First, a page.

Monday, September 7, 2009

Tea with Mussolini

Lady Hester: Look at that ridiculous American monstrosity they’ve given the child. What do they call them? Knickerbocker Glories. Oh! It’s amazing. They can even vulgarize ice cream.

Based loosely on the childhood of director Franco Zeffirelli, Tea with Mussolini traces the lives of a group of elderly Englishwomen who have made Florence their home. When the Fascists comes to power, the group’s ranking matriarch, Lady Hester Random (Smith), makes an appointment to have tea with Mussolini (Spadaro) and thus secures his promise of protection, but when England and Italy go to war, Il Duce breaks his word and imprisons the English nationals. The “Scorpioni” are forgotten in an old Italian hill town, save by Luca (Wallace), whose father had years earlier placed his young “illegitimate” son in the care of Mary Wallace (Plowright), and the wealthy American art collector Elsa Morganthal (Cher), who pays for their room and board until she herself is imprisoned when the United States enters the conflict.

What is perhaps most unusual about Tea with Mussolini is the near complete absence of food in a film featuring life in Italy. Tea, of course, figures prominently in the pivotal scene when Lady Hester visits Mussolini, but it is a very simple affair. Luca breakfasts on bacon and eggs with Italian bread, and he also enjoys a delectable ice cream sundae known as a “Knickerbocker Glory.” Possibly the lack of food is a reflection of the Depression and wartime setting of the story, or maybe it is an indication that despite all proclamations of fondness for their adopted country, the English could never really embrace the essence of Italy, the Italians’ utter abandon to the sensual pleasures of good food and fine dining.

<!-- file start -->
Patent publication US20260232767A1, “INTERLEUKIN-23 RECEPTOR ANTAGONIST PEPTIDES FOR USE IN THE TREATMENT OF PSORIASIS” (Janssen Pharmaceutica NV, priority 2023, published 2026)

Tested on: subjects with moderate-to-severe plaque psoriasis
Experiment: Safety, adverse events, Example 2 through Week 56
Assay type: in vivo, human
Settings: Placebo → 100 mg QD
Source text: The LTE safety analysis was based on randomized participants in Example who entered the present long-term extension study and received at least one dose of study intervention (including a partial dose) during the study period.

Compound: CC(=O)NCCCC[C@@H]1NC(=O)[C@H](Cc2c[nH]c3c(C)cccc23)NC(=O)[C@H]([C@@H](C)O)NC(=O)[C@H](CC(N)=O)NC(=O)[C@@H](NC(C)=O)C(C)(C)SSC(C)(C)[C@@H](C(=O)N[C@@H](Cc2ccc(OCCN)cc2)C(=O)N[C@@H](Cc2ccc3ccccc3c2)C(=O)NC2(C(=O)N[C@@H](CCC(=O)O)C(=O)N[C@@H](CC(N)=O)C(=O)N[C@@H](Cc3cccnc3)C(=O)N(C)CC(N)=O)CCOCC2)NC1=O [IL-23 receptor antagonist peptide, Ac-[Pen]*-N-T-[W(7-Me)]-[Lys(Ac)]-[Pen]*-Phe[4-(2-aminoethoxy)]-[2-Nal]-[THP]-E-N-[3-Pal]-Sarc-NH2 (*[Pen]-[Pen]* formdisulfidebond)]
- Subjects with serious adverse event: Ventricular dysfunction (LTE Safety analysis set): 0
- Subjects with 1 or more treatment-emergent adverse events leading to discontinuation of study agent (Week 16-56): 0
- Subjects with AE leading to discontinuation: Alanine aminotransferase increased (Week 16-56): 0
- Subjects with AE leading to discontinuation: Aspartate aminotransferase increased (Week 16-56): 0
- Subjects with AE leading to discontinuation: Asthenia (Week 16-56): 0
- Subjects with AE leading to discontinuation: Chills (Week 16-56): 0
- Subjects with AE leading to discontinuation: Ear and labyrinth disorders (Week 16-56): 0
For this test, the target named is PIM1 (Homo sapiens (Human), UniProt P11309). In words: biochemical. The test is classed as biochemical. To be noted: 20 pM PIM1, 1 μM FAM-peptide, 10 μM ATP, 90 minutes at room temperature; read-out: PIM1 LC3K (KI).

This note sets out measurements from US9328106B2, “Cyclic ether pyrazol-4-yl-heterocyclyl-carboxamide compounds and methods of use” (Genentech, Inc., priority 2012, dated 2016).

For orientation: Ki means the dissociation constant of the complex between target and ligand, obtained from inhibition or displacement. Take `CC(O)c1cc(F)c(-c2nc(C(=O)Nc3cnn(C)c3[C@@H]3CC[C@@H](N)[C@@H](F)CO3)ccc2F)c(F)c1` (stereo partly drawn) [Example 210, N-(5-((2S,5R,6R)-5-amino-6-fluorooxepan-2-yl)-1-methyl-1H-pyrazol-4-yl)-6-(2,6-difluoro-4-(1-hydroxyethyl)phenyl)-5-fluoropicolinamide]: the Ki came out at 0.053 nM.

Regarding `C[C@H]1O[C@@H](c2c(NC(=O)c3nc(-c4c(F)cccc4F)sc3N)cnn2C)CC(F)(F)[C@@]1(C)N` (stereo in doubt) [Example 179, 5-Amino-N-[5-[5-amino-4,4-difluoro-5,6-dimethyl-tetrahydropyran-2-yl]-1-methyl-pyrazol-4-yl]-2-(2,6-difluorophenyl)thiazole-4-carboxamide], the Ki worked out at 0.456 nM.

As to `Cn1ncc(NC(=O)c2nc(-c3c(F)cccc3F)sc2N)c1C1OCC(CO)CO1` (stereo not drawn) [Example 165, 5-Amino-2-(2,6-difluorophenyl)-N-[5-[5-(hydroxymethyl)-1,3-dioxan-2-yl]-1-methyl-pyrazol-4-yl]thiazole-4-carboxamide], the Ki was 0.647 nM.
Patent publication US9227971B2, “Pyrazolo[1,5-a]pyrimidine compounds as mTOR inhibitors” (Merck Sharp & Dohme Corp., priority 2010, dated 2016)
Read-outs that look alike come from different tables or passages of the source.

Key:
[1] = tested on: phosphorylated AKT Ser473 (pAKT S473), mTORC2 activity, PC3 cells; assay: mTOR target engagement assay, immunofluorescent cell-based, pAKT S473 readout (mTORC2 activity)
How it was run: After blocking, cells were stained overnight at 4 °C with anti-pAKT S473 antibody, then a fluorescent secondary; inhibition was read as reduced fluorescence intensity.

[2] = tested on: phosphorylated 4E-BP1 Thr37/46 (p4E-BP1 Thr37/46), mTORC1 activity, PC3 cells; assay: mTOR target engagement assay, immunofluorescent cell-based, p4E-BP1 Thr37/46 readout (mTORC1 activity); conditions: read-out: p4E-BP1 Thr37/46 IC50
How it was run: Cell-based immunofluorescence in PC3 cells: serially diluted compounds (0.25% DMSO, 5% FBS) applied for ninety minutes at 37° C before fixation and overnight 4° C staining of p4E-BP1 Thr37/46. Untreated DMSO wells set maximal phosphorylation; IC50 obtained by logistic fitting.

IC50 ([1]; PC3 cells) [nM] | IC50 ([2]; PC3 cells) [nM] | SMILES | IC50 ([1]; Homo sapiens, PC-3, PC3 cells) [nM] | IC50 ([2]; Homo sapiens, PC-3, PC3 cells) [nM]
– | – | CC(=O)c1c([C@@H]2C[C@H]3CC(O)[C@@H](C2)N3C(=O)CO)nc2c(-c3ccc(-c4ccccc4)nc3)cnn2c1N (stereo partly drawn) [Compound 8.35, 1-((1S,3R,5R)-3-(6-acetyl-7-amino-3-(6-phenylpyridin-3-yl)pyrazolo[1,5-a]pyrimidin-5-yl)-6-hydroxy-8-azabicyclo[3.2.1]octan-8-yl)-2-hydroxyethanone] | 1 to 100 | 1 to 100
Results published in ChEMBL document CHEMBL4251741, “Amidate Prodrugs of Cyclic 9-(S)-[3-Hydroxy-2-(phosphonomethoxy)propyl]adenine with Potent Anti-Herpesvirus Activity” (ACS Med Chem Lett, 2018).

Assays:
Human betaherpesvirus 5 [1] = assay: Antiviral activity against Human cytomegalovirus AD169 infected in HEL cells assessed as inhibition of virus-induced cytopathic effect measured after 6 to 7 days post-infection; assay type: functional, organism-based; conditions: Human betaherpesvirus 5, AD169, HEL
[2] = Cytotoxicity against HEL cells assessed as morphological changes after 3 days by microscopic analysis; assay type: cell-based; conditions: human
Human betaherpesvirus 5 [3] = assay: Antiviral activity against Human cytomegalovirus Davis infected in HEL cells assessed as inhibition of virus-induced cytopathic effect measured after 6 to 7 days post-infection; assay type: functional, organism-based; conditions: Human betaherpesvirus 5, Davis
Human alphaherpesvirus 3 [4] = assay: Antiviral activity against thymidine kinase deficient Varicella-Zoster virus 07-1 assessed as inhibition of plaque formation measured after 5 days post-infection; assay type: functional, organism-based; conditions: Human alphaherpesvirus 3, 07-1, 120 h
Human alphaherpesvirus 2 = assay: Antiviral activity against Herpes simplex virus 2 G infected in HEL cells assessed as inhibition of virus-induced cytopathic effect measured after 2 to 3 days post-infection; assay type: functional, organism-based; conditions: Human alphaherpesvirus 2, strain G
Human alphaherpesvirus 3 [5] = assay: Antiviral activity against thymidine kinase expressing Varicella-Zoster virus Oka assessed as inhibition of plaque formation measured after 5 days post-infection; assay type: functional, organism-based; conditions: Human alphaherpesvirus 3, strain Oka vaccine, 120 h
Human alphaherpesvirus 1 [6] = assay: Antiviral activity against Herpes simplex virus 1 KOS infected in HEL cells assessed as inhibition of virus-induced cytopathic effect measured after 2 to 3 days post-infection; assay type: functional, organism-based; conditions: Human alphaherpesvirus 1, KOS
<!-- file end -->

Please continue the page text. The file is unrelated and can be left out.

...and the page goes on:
Directed by Franco Zeffirelli
Written by John Mortimer and Franco Zeffirelli
Starring Cher as Elsa Morganthal Strauss-Armistan, Judi Dench as Arabella, Joan Plowright as Mary Wallace, Maggie Smith as Lady Hester Random, Lily Tomlin as Georgie Rockwell, Baird Wallace as Luca, Massimo Ghini as Paolo, Paolo Seganti as Vittorio Fanfanni, Claudio Spadaro as Mussolini, Mino Bellei as Cesare, Paul Chequer as Wilfrid Random, Tessa Pritchard as Connie Raynor, and Michael Williams as British Consul
Awards: 2000 BAFTA Film Award for Best Performance by an Actress in a Supporting Role (Smith); 2000 Hollywood Makeup Artist and Hair Stylist Guild Award for Best Period Hair Styling-Feature and Best Period Makeup-Feature; 2000 Italian National Syndicate of Film Journalists Silver Ribbon for Best Costume Design

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